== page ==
Similarly, look at point “a” about the alleged absence of poetry in Genesis 1-3. One [sic] one level I have no major quarrel with this observation, but more with how Ham manipulates this information.
First, “no poetry in Genesis 1-3? is an overstatement, and therefore incorrect. Genesis 1 and Genesis 2-3 are widely understood to display different literary styles.
It would be helpful for Enns to quote accurately before he condemns. It would save him from making the false accusation that “Ham manipulates this information,” which deceives unwary readers. The chart doesn’t say what Enns has in quotation marks in the sentence above (“no poetry in Genesis 1-3”). Once again, it says the following:
This portion of the Hebrew Bible is written in the same style as other historical narratives, without the parallelism, figurative language, and word play of Hebrew poetry.
That is no overstatement but is perfectly accurate, as Enns’s admission in next sentence below implies. However, the statement that Enns erroneously claimed is on the chart would indeed be an overstatement (since Adam is understandably quite poetic after waking up to discover Eve in Genesis 2:23).
Genesis 1 is not poetic as one might see in, say Proverbs or Psalms, but it clearly has a more “poetic” structure than Genesis 2-3 or biblical narrative in general, as we can see by the six-day pattern. On Days 1-3 God provides the space for what he will create on Days 4-6. Days 1 (light) corresponds to Day 4 (sun, moon, and stars), Day 2 (division of waters above and below to create sky) corresponds to air and sea creatures created on Day 5, and Day 3 (dry land) corresponds to Day 6 where and creature [sic], and humans, are created.
Genesis 1 is not “normal” biblical narrative. It certainly can’t be lumped into the same category as Genesis 2-3 (in part also because of how these stories describe differently proto-history, but that is another topic) or the rest of Genesis.
This faulty claim has been made by many others who don’t believe all of God’s Word in Genesis regarding creation, the Flood and the age of the earth and like Enns don’t pay careful enough attention to some of the details of the biblical text. Genesis 1 and Genesis 2–3 are not “stories” and they don’t differently describe “proto-history.”7 First, Enns has lumped the wrong chapters together. Genesis 1 and Genesis 2 deal with creation, but Genesis 3 describes the fall of man in sin. Furthermore, Genesis 1 is the “wide-angle lens” view of the whole Creation Week, whereas Genesis 2 is the “telephoto-zoom lens” view of some events on Day Six.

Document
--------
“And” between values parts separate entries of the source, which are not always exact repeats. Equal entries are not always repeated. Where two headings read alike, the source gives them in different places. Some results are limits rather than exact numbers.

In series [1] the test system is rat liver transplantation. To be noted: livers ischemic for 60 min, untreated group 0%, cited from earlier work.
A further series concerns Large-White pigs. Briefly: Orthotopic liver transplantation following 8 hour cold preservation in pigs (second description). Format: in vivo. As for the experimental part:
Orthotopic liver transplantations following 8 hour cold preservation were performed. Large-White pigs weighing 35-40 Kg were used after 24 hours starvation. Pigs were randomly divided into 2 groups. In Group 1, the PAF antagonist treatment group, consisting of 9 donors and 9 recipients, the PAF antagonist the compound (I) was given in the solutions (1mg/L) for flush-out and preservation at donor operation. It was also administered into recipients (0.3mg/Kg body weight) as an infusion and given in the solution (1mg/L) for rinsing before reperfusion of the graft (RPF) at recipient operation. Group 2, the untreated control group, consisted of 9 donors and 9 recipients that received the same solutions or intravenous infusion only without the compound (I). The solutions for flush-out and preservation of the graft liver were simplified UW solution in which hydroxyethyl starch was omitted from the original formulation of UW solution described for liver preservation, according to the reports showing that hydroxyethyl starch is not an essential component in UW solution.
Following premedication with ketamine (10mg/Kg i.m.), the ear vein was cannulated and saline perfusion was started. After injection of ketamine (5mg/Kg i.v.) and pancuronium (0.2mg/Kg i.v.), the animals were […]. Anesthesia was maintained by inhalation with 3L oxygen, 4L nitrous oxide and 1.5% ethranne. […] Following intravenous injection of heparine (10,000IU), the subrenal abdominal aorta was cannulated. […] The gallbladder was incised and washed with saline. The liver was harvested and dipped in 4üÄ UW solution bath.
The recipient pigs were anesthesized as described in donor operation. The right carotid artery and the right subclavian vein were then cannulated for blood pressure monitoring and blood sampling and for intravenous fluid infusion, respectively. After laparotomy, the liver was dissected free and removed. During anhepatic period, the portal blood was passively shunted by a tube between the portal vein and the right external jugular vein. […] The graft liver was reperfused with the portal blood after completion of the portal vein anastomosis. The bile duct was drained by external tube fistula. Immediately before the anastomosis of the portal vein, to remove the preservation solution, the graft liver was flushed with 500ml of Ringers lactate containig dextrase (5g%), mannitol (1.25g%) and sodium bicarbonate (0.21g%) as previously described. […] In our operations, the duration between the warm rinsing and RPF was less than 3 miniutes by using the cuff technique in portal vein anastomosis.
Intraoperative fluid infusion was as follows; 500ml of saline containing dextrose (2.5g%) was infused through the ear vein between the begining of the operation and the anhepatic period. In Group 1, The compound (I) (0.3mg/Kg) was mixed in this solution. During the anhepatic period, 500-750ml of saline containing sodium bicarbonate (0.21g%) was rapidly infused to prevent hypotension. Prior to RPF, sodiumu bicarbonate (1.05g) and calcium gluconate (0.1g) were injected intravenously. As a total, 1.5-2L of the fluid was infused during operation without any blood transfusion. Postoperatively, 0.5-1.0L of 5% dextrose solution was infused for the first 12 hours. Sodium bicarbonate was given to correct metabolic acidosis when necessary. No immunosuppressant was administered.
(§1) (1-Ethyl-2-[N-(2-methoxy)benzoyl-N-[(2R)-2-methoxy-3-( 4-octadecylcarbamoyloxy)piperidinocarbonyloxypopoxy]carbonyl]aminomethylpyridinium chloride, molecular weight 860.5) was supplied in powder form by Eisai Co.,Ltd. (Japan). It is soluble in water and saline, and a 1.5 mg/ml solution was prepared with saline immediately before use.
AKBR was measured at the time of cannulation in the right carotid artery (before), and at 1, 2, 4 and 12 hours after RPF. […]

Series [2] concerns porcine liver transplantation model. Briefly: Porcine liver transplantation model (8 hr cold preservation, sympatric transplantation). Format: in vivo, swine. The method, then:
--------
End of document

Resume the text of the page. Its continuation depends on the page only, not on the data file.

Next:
Genesis 1 is the “wide-angle lens” view of the whole Creation Week, whereas Genesis 2 is the “telephoto-zoom lens” view of some events on Day Six.Genesis 2 does not describe the creation of the earth, the firmament (expanse), the seas and dry land, the sun and moon and stars, sea creatures, or creeping things. These two chapters are not two different (conflicting) accounts of creation.8 In Genesis 10 and 11, we see a similar historical overview followed by a focus on some details not revealed in the overview. In Genesis 10 we read a description of the division of the descendants of Noah and his family, eventually into various tribes that spoke different languages. Then in Genesis 11:1–9 God tells us the details of how those languages arose supernaturally, thereby scattering the tribes into different regions of the world.
As for Enns’s claim of “poetic” parallelism in Genesis 1, it too collapses when we study the details of the text. The first three days are not parallel to the last three days. Day Four does not go with Day One because three times on Day Four God says He put the sun, moon, and stars in the firmament (expanse), which was made on Day Two, not Day One. God made the sea creatures on Day Five, but He made the water on Day One and He made “the seas” for the sea creatures to fill (Genesis 1:22) on Day Three. Also, Adam and Eve were created on Day Six to rule over the creatures made on Day Five and Day Six, but to eat the things made on Day Three (Genesis 1:26, 28–29).